Raising kids is a tough job. And for many of us, it’s not our only job, either. Achieving the right balance of work/life is one of the eternal struggles for today’s parents. And let us not mention the entrepreneurs, whose work demands notoriously spill over into all other aspects of life. After all, when you’re starting your own company, you need to put in the time. Nobody is going to care about it as much as you do—you might even call your business your ‘baby’.
So what then, when it comes to juggling the needs of your business baby and your real life babies? Is it possible to ‘bring your children up in the business’ in a way that teaches them valuable skills like resilience, responsibility, integrity and perseverance? And how are the implications of founding a company different for moms than dads? Is there even a difference?
We spoke to Dr. Dionne Laslo-Baker, founder/’mompreneur’ of Deebee’s Organics, the popular natural foods brand behind TeaPops (now FruitPops) found in thousands of retailers across Canada and the USA. Six years into the startup grind, and as a mother of two (now) teens, Dr. Dionne has learned a thing or two about finding success—as a family.
How did you feel about starting a company when you had children?
Our children had grown up with such privilege—having a PhD medical scientist and a surgeon for parents—and I really felt this need for my kids to understand how much grit it takes to actually launch a company. “You go all in” is a principle that applies to many things in life; what it means to commit yourself to something and to see it through. Starting the business was just as much about my kids and our family as it was for me.
When did it occur to you to invite your children into your business as active participants?
It was really the kids inviting me, because [TeaPops] was their idea—and it has been a ‘family business’ ever since. Right from the get-go, it was decided that this would be a family business, and they would be included from Day One. They’re teenagers now, so the dynamic has changed a little as far as interest level, but it’s never been anything but that.
I made the choice not to insulate my children from the realities of startup life. In the early days, our youngest would come with me on sales trips because he wanted to see what it was like. We’d do trade shows, knock on doors and do pitches, often getting told ‘no’ over and over again. On another day soon after, during a period where the business was facing an uncertain future, I was at the grocery store with my daughter who was 13 at the time. The cashier ran several of my credit cards; all were declined. I was humiliated and overwhelmed, and in a rare moment of public display I started to cry at the checkout. My daughter stepped in and paid for our groceries with her own money she had saved. That was a ‘wow’ moment for me—such generosity from my young teen who was probably just as embarrassed as I was.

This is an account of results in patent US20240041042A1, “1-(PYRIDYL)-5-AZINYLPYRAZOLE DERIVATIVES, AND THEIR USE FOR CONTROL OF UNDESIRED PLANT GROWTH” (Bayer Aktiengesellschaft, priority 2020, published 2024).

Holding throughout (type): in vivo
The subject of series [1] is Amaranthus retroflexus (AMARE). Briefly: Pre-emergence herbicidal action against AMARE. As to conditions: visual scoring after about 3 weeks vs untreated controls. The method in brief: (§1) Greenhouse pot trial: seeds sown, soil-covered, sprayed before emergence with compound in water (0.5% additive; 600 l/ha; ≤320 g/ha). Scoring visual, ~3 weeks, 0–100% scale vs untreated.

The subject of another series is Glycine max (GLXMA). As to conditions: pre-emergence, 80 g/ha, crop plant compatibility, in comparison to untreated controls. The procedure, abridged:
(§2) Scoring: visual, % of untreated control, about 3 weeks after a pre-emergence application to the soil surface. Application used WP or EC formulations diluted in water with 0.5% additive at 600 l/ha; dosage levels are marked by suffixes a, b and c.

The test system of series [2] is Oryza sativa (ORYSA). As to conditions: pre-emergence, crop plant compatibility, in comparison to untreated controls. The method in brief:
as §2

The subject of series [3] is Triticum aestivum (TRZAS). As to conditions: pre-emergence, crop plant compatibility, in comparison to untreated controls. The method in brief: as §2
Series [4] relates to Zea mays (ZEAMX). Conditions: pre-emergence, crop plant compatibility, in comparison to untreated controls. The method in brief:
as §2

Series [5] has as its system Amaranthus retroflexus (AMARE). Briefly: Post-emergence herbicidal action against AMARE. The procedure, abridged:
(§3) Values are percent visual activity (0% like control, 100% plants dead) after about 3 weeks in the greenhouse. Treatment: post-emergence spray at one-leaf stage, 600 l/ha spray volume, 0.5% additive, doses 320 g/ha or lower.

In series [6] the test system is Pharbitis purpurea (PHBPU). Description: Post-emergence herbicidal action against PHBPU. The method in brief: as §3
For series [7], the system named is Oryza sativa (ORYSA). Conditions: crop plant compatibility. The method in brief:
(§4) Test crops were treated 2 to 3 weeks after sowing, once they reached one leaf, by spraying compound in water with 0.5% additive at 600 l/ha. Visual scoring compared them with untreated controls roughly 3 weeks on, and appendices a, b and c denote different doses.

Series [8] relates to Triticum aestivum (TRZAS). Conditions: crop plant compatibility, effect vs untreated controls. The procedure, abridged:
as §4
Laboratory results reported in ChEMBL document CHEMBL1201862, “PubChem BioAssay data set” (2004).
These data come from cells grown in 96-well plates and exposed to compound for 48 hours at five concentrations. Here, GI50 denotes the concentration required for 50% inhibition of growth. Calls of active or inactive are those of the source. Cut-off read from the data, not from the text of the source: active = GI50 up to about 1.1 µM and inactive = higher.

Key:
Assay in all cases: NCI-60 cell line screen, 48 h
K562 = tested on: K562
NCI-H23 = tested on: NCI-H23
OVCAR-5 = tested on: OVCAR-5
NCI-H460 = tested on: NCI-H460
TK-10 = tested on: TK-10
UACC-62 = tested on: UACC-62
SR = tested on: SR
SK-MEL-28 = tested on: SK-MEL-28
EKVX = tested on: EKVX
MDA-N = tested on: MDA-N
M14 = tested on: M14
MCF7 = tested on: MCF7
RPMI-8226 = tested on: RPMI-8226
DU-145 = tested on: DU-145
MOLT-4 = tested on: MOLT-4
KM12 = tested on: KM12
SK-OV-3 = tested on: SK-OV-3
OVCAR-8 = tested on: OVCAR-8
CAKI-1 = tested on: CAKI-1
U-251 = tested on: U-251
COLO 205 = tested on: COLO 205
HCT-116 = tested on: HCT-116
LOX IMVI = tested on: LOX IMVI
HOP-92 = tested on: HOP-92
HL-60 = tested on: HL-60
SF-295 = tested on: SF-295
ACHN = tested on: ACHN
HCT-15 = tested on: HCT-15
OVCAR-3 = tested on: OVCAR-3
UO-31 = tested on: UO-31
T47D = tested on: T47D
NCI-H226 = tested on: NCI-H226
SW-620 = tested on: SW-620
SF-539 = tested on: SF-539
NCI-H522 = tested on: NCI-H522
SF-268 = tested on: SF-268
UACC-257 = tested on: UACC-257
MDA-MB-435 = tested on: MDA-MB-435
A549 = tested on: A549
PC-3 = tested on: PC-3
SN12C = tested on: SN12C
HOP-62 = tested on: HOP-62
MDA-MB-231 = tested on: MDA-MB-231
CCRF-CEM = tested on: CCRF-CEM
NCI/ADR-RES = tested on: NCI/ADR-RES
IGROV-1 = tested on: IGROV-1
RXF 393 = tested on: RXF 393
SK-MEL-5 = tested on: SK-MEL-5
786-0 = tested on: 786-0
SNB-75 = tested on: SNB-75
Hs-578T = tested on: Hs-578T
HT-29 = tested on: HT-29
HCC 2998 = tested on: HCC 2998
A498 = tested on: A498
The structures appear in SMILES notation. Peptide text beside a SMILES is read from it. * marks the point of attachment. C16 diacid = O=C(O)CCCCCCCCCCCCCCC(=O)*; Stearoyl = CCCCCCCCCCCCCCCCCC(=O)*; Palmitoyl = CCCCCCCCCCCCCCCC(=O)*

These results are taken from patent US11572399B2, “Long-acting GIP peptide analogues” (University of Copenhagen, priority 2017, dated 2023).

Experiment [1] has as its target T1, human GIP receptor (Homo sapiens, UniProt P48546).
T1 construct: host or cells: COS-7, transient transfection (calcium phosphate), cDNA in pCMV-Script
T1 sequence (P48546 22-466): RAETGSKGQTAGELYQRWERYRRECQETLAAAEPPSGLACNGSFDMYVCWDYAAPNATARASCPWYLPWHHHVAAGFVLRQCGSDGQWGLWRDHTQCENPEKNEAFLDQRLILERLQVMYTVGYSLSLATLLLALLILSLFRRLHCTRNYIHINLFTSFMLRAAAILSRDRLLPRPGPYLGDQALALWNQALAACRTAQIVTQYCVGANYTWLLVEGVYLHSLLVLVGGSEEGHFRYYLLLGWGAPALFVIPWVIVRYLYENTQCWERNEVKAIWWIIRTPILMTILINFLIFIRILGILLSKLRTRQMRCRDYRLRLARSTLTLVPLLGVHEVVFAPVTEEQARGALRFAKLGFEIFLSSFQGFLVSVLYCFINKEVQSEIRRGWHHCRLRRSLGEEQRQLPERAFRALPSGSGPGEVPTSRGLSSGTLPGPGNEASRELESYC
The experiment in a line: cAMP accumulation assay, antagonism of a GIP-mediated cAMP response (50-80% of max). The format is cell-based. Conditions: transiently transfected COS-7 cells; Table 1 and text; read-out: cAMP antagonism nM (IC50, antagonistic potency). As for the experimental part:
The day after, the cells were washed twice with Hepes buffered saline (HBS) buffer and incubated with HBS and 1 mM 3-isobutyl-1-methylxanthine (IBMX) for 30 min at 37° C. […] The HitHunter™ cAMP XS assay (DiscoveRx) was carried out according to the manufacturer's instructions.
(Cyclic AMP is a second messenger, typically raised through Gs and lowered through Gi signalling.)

In what ways does being a parent, particularly a mother, add complexity to your journey as a founder?
Looking back now, I didn’t realize initially how much commitment it would take. I didn’t know at the time that I would be away from my kids as much as I was, especially internationally. It’s a constant struggle. The mom guilt, the challenge. Anyone who says it isn’t hard isn’t telling the truth, I believe.
But we talk about it. I talk with my kids all the time. I try to be there for them when it matters; asking about school because I might not be there, phoning them daily when I’m on the road. I also use an app called Life 360 that shows me where my kids are, how much battery is left in their phone, they can see where I am. Little things like that actually make a big difference. I also send texts, leave little cards when I go away for work, and when they do have field trips and important occasions, those are the days that I book off. I make sure I’m there for the big moments—that’s non-negotiable.
I also use my children as my moral compass with which to guide the company. When faced with an opportunity or a dilemma, I always ask myself “Would my kids be proud to know I made this choice?” And it’s helped me through a lot of difficult decisions—perhaps to the short-term detriment of my ‘bottom line’, but it has kept me on a path I can feel good about.
How have their perspectives contributed to your success?
First of all, all along I’ve wanted this to have value for my kids. Now that they have perspective on what it’s like to launch a business, they’ve been able to reiterate back to me what they’ve learned. They both bring that leadership into their high school classes, where they can speak confidently about business and marketing. Regardless of where they end up, I think this experience has been very educational.
Also, when I take a product prototype home, I invite as many kids as possible into my house to taste test. You could spend 20k on a focus group, or you could ask 30-40 kids for their feedback and just watch their faces. There’s no bias to it. My kids know that’s how I test things, so now that they’re older they’ll collect their friends’ responses on flavours, product names, even social media, and they’ll bring a perspective from their age cohort back to me. It’s a non-scientific method of getting data, but it works.
What do you hope your daughter and son take away from the experience of being brought along on this journey?
When you see a product on a shelf—any product, a food, a magazine—there’s a whole story, soul and life behind every one of those things. Whatever it is, there’s a story behind it.
I hope my children take away how to create and build a company with an ethical, family oriented focus. I hope they have learned how to treat others as you build a business. And I hope they’ve gained insight into the financial sacrifice, the lifestyle sacrifice, the commitment—all of those things that can take us adults many years to get right.